The beautiful braids of the Volga River fan into a broad delta on the northern shore of the Caspian Sea, creating a web of rich wetlands before spilling its water and sediment into the saline waters of the Sea. Rising from a small spring in the Valdai Hills about midway between St. Petersburg and Moscow, Russia, the Volga sweeps towards the southwest, creating a great arc measuring more than 1,671 mi (3690 km) before spilling into the Caspian Sea just south of the Kazakhstan border.
The longest river in Europe, the Volga has enormous economic, cultural, and environmental significance in the region. As the river approaches the Delta, water is carried in more than 500 twisting channels, creating a wetland that supports hundreds of species of birds, fish, and plants. The Volga River delta is one of the most productive regions of the world for fish, particularly caviar-producing sturgeon, 25 percent of which live in the Volga River. Four species of sturgeon live in the Volga River, the Russian sturgeon, starlet, stellate, and the one most famous for caviar – the beluga. Changes in water quality, environment, and dams have caused the population of sturgeon to drop dramatically—by about 90 percent—since 1970.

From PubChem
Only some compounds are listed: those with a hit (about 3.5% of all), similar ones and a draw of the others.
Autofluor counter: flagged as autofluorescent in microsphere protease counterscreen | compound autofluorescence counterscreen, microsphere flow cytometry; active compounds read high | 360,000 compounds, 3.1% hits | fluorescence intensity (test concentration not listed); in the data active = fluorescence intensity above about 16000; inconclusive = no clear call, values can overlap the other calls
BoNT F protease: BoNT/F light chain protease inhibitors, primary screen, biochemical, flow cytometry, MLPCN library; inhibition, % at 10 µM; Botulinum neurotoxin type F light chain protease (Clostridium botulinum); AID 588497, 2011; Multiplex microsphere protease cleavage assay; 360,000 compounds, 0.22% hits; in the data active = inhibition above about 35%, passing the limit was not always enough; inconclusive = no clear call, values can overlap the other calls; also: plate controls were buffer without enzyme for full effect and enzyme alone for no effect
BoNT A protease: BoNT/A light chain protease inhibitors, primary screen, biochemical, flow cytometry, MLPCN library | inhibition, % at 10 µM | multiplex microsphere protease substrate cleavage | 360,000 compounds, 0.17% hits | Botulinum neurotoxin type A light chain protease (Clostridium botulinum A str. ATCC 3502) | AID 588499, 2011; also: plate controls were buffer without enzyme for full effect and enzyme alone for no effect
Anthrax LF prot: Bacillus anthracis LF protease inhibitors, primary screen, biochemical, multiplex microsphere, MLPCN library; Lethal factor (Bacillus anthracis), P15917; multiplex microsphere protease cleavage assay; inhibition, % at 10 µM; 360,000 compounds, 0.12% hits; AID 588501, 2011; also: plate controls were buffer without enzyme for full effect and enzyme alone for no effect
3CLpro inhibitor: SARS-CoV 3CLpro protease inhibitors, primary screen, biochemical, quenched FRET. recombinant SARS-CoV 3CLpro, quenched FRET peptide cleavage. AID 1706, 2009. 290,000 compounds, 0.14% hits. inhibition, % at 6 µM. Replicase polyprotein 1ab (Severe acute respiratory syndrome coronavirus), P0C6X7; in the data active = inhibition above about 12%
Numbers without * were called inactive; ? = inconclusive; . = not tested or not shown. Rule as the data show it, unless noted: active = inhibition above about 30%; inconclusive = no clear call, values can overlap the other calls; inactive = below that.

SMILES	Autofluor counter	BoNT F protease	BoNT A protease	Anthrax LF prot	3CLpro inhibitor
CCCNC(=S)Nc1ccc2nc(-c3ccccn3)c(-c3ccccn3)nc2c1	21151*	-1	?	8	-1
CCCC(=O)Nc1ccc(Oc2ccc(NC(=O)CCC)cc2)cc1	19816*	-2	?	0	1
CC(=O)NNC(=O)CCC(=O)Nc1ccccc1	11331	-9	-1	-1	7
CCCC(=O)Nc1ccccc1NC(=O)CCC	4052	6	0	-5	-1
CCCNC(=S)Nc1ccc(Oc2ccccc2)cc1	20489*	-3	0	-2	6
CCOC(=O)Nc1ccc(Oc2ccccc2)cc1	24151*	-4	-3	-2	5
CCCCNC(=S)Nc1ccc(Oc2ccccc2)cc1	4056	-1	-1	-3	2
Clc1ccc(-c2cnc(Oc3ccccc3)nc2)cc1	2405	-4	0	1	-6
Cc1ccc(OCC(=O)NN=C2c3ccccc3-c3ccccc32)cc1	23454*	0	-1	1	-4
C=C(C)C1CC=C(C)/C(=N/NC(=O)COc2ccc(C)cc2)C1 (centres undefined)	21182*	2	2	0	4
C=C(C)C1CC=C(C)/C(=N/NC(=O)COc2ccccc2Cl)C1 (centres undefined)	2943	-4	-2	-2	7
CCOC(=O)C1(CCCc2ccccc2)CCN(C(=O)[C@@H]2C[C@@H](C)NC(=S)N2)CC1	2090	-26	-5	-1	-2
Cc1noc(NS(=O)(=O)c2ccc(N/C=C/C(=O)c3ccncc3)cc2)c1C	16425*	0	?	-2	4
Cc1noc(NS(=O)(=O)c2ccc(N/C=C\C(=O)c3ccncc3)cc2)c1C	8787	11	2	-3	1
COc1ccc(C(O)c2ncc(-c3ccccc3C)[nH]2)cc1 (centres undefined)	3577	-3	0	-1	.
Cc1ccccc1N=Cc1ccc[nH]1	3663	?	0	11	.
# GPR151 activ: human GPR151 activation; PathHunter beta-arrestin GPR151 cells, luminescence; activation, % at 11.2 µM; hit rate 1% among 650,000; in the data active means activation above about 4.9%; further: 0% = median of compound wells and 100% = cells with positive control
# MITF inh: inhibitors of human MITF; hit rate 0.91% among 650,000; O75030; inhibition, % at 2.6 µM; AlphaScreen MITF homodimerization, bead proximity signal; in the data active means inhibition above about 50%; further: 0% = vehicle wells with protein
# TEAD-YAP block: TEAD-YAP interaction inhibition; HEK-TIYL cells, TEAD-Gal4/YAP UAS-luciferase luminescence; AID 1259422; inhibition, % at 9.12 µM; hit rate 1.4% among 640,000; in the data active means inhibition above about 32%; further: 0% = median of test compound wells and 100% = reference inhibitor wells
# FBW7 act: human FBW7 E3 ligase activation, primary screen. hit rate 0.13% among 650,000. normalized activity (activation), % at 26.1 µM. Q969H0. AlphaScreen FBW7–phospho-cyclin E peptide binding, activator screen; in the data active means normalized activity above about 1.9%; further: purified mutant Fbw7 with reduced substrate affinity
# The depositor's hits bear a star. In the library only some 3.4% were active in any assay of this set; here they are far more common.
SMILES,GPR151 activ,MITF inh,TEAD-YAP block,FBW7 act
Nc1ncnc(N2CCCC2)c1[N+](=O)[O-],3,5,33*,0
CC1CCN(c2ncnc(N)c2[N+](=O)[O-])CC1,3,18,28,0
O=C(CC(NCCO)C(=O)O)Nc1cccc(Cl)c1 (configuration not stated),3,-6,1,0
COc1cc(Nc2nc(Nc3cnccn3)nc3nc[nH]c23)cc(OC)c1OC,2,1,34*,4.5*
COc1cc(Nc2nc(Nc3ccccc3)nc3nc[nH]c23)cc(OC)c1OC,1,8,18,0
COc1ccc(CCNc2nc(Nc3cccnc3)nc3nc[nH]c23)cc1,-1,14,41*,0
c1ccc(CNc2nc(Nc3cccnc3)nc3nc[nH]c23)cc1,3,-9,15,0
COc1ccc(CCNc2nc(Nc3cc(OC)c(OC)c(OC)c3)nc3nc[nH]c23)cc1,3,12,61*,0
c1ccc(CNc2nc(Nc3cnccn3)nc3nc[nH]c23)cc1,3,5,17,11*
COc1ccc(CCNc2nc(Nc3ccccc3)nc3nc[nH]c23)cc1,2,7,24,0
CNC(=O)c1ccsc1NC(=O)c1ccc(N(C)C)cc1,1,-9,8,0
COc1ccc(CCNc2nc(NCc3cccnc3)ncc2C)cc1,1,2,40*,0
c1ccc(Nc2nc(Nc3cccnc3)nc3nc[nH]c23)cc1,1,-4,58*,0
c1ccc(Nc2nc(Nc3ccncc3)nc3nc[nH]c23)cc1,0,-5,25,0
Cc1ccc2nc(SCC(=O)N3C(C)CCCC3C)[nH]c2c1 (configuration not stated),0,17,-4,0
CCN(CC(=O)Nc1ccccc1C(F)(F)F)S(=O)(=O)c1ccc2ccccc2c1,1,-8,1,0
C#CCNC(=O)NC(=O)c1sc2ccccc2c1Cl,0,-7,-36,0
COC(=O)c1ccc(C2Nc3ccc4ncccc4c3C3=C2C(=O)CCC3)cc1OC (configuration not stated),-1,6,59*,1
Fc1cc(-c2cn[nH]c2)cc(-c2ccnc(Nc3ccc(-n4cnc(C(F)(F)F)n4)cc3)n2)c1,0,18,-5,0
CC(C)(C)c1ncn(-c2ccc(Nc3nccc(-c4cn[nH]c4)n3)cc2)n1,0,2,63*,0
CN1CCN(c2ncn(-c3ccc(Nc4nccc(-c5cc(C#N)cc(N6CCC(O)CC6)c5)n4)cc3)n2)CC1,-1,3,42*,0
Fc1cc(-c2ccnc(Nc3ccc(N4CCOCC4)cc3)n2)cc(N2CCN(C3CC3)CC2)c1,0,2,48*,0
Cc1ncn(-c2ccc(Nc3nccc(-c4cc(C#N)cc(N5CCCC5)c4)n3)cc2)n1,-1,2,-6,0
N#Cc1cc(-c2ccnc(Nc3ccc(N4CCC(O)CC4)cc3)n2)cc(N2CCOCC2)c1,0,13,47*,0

On June 26, 2020, the Moderate Resolution Spectroradiometer (MODIS) on board NASA’s Terra satellite acquired a true-color image of the Volga River as it approaches the Caspian Sea.